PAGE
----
As repairs from last fall’s tornado continue, Temple University’s Ambler Campus created the Disturbance Ecology course this spring to turn the natural disaster into a learning experience for students as they finish fixing up the campus.
In the classroom, students learn about ecological disturbances—anything that removes living matter from an ecosystem—using the fall tornado as a case study, making frequent trips to Temple Ambler Field Station to study how the disaster damaged the Ambler campus and the campus’ tornado recovery process.
“I saw this forest and I thought, ‘Why don’t I teach a course in disturbance ecology? “, said Mariana Bonfim, a doctoral candidate in biology and research assistant at Temple Amber Field Station, who teaches the course. “This is a huge, big example of a disruption that has hit us, and it is a opportunity for students to connect with that.”
The tornado touched down on the Ambler campus on September 1, 2021 in the aftermath of Hurricane Ida and caused millions of dollars in damage, including knocking out approximately 90% of the trees and shrubs on campus. In-person instruction was halted for two weeks as the campus began making repairs before resuming on September 15, 2021.
Chloe Gehret, a junior student in Ecology, Evolution and Biodiversity, enrolled in the Disturbance Ecology course because she didn’t expect a disturbance to occur in an eastern hardwood forest – the guy on Ambler’s campus — and it sparked her interest, she said.
“It’s such a great chance to just look at this disruption not as a tragedy, but as an opportunity to gain new experience in a different way, science in particular,” Gehret said.
Campus researchers studied many of the trees and shrubs lost during the tornado and are examining those that survived and new growth, said Amy Freestone, professor of biology and director of the Temple Ambler field station.
“We are very interested and excited from a research perspective to see what happens next and to understand the resilience of the ecosystem, to understand the survival of trees that are still standing, to look at what regenerates this spring” , Freestone said.
The campus plans to work with the Federal Emergency Management Agency to improve the wind resistance of the campus roof, said Vicki McGarvey, vice provost of University College and director of the Ambler campus.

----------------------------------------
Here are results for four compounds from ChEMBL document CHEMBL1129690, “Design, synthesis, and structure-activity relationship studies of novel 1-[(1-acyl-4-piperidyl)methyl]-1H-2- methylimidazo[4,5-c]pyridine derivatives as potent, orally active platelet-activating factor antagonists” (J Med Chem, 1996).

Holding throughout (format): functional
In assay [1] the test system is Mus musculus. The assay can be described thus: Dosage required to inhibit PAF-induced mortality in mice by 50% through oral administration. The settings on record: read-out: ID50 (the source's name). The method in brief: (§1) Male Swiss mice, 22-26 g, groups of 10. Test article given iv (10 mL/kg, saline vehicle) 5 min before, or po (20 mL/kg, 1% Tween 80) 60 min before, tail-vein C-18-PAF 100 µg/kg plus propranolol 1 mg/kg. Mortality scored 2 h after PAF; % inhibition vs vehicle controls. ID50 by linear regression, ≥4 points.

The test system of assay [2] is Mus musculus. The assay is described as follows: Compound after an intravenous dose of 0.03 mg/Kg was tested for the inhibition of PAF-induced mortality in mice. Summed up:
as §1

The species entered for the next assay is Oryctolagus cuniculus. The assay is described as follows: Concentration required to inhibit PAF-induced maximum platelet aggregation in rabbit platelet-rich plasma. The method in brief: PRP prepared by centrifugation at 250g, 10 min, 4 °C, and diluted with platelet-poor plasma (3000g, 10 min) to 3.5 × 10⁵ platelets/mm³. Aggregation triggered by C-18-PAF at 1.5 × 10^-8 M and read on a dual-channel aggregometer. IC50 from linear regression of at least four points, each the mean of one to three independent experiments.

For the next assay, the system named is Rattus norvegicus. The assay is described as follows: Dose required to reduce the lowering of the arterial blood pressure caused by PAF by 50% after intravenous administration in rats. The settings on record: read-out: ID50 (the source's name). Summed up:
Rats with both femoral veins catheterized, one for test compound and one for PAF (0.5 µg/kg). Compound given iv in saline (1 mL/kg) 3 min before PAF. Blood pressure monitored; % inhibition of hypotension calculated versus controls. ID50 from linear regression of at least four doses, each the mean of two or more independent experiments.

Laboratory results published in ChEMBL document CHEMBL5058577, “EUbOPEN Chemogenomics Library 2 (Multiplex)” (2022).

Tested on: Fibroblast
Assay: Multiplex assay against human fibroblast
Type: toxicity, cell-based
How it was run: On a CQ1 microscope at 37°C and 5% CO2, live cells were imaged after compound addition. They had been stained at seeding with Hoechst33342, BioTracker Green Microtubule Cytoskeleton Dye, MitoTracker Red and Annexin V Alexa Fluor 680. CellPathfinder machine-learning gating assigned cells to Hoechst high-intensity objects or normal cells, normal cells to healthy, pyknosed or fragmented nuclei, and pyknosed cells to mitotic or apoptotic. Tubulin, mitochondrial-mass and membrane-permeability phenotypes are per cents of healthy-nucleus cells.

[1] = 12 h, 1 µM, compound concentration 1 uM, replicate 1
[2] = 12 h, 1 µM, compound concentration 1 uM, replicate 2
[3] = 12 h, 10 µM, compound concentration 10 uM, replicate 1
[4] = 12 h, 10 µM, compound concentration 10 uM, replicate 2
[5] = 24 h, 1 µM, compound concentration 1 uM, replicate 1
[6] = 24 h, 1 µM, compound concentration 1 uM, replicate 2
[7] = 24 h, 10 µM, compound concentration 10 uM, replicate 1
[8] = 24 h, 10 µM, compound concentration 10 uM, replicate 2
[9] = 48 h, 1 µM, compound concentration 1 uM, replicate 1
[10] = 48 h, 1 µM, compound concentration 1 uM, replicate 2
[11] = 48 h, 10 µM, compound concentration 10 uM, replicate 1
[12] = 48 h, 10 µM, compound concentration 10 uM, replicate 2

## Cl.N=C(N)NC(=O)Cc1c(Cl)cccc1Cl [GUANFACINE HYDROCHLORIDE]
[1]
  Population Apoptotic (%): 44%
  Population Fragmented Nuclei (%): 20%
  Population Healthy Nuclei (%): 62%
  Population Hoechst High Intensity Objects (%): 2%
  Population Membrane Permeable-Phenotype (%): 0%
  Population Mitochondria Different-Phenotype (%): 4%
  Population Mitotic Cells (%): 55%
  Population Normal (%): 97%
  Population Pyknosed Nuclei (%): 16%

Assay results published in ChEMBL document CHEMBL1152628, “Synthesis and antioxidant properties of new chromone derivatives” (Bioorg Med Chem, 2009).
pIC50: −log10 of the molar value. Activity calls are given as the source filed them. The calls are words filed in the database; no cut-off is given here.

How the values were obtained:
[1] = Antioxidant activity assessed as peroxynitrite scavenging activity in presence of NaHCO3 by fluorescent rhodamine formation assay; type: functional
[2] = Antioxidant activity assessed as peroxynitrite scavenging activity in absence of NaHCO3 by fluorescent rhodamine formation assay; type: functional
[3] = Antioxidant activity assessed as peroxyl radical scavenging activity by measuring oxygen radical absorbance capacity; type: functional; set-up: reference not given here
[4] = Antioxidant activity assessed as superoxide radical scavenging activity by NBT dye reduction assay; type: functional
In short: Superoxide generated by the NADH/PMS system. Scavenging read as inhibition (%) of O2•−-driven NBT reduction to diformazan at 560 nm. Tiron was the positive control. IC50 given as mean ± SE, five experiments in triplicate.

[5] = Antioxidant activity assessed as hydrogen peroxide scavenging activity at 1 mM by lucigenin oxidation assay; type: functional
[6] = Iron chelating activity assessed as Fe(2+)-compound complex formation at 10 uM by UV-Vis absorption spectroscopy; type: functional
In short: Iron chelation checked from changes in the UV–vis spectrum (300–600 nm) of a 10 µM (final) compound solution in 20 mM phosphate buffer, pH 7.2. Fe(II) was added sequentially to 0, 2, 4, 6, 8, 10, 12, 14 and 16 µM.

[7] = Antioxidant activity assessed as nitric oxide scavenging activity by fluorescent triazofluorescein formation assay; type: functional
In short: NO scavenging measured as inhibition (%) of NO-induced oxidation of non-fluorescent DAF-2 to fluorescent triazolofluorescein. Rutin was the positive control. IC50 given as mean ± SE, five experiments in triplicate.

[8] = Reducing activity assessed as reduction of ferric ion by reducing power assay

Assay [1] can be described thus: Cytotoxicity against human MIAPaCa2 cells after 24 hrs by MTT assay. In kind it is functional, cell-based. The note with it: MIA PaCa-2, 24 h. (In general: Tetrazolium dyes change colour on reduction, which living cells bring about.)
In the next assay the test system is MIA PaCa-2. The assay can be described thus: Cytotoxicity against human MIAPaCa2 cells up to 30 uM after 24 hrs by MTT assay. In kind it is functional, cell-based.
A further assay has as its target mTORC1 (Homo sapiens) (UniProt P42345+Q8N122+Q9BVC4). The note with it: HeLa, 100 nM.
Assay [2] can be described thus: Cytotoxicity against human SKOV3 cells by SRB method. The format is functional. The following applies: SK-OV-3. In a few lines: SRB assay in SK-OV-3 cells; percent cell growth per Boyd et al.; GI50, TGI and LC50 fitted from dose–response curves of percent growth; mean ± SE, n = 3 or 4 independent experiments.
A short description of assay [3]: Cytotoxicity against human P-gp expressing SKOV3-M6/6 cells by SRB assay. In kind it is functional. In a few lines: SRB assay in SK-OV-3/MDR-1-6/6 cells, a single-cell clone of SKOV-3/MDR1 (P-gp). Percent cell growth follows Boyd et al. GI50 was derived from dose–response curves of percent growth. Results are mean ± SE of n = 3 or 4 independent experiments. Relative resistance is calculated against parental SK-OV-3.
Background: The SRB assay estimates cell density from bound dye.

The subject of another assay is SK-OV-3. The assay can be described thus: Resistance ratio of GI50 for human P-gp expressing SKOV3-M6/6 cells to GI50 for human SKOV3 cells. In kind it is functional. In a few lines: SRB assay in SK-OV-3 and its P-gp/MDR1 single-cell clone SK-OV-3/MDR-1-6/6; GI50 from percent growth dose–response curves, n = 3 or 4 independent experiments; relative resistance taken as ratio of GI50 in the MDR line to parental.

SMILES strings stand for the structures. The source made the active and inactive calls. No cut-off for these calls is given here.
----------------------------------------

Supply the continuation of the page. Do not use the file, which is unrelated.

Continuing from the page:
After reopening last September with just four buildings operational, Ambler Campus is gradually repairing its facilities, with Bright Hall set to reopen in late November along with the campus library, moving from the old library building to the technology center. The Technology Center reopened at the start of the spring semester.
Students were excited to see Bright Hall reopen as it has a student lounge, pool table and video games.
“A lot of [students] are, I think, commuters, they don’t have a lot of accommodation there,” Gehret said. “So they probably go there and hang out with friends, play games, so I really think that has a lot of impact on the students, especially if it was somewhere they were going after classes or between classes to spend time with their friends.”
The space where the library originally stood became the Innovation Studio, which includes the campus field station and landscape, engineering and architecture classes, McGarvey said.
East Hall, West Hall and Cottage Hall suffered extreme roof damage and discussions are ongoing about what will happen to them, McGarvey said.
Although the tornado created a sense of loss on campus, it also provided an opportunity to understand how climate change is affecting the planet, Bonfim said.
“It was devastating for the campus, it was devastating for the community,” Freestone said. “But it is indeed an opportunity for us to learn more about these dynamics which are becoming more and more frequent and more and more severe with climate change.”